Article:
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NCJ Number: 136084 Find in a Library
Title: Opponent-Process Theory: Implications for Criminality (From Facts, Frameworks, and Forecasts: Advances in Criminological Theory, V 3, P 47-62, 1992, Joan McCord, ed. -- See NCJ-136081)
Author(s): R A Rosellini; R L Lashley
Date Published: 1992
Page Count: 16
Sponsoring Agency: Transaction Publishers
Piscataway, NJ 08854
Sale Source: Transaction Publishers
Rutgers-the State University
Distribution
140 West Ethel Road
Units L-M
Piscataway, NJ 08854
United States of America
Type: Research (Theoretical)
Language: English
Country: United States of America
Annotation: This paper proposes an exploration of criminality based on a psychological theory of acquired motivation developed by Solomon and Corbit (1974), i.e., the "opponent-process" theory.
Abstract: The opponent-process theory assumes that the nervous systems of mammals are organized to oppose and suppress many types of emotional arousal, thereby seeking to maintain hedonic homeostasis. The scope of this theory rests in its assumption of a common motivational mechanism that operates in all instances in which there is repeated exposure to an affect-arousing stimulus. Similar underlying processes are postulated for all addiction cycles, regardless of whether or not the stimulus has intuitively obvious addicting properties. This paper outlines the application of opponent-process theory to criminal behavior. Guided by the theory, it proposes that at least certain aspects of criminal behavior stem from and are supported by an addiction cycle. The discussion first provides several anecdotal examples of the general type of human motivation the theory can explain. This is followed by a formal presentation of opponent-process theory. The final sections of the paper use the theory to develop a new typology of criminality and explore the major expectations of the proposal for an understanding of several aspects of criminal behavior. 3 figures and 16 references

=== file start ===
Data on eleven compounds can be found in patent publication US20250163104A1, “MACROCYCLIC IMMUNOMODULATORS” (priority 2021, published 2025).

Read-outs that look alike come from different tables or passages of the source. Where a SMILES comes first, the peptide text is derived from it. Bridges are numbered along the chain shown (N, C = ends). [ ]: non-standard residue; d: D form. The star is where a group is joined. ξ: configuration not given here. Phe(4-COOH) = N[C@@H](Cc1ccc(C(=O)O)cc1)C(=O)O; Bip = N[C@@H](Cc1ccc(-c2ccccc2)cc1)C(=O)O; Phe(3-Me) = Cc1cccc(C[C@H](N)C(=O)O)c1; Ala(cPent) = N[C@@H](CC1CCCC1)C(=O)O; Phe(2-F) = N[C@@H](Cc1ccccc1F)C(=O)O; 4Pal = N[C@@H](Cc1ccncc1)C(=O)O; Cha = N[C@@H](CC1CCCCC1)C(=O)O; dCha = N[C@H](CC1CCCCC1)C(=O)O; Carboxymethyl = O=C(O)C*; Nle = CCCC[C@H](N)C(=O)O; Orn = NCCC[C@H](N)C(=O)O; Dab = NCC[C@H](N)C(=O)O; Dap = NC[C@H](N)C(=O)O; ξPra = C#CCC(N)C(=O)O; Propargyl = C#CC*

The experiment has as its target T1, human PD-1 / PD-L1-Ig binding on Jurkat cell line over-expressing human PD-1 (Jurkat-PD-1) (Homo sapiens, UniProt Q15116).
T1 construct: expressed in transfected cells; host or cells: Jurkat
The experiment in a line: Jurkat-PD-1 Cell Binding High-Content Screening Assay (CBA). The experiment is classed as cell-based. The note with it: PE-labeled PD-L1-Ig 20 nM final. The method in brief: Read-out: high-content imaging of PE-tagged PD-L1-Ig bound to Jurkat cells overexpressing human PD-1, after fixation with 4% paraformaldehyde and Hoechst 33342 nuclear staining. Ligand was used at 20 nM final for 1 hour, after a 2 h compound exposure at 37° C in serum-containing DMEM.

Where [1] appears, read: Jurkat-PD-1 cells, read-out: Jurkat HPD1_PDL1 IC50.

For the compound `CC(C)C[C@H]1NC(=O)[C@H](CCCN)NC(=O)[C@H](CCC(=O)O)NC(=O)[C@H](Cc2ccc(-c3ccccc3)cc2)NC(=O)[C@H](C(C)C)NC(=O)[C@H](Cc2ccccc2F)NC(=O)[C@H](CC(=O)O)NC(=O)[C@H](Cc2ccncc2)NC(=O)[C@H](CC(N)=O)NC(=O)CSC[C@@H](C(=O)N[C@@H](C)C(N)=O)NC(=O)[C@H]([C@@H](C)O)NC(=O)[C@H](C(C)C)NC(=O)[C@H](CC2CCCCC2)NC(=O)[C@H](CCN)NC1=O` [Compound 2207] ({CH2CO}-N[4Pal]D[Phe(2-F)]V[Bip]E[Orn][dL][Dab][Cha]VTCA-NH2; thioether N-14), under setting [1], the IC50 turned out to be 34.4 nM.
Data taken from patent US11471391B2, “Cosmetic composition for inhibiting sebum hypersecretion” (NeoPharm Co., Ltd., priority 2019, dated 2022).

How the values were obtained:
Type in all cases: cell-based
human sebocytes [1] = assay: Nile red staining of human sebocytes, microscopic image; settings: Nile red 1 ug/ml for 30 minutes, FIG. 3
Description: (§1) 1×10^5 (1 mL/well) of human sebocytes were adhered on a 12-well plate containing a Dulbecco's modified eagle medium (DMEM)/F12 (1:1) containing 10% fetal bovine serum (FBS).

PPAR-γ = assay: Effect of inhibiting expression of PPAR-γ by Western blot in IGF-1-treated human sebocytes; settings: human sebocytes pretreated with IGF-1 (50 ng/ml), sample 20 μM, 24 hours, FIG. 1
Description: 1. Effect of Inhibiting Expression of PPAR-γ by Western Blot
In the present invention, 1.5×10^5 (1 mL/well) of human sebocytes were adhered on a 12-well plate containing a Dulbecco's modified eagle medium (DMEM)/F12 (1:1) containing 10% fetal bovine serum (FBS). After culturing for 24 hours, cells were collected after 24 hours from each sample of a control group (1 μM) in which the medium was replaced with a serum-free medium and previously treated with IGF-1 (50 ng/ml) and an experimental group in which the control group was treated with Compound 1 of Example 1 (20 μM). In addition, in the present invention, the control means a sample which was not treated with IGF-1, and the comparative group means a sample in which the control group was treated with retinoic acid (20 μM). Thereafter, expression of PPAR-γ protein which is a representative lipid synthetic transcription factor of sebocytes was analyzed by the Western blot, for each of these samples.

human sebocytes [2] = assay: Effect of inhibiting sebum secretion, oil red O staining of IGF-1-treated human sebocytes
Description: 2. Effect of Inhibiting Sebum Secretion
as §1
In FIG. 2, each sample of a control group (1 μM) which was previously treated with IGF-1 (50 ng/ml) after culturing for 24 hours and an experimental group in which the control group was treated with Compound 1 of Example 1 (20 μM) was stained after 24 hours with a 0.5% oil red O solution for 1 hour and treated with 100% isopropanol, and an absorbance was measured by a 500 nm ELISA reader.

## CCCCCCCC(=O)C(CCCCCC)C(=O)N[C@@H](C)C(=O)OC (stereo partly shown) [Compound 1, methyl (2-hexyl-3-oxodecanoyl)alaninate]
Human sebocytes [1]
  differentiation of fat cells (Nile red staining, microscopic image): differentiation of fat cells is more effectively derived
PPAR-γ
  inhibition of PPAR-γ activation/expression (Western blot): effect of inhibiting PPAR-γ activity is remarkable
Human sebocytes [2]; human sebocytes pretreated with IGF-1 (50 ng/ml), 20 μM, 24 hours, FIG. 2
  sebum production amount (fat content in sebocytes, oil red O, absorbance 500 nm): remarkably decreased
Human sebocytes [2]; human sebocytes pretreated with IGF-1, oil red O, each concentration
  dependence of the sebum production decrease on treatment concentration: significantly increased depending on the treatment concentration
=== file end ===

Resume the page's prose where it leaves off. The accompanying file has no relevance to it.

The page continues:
Main Term(s): Biological influences
Index Term(s): Behavioral objectives; Crime causes theory
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http://www.ncjrs.gov/App/publications/abstract.aspx?ID=136084

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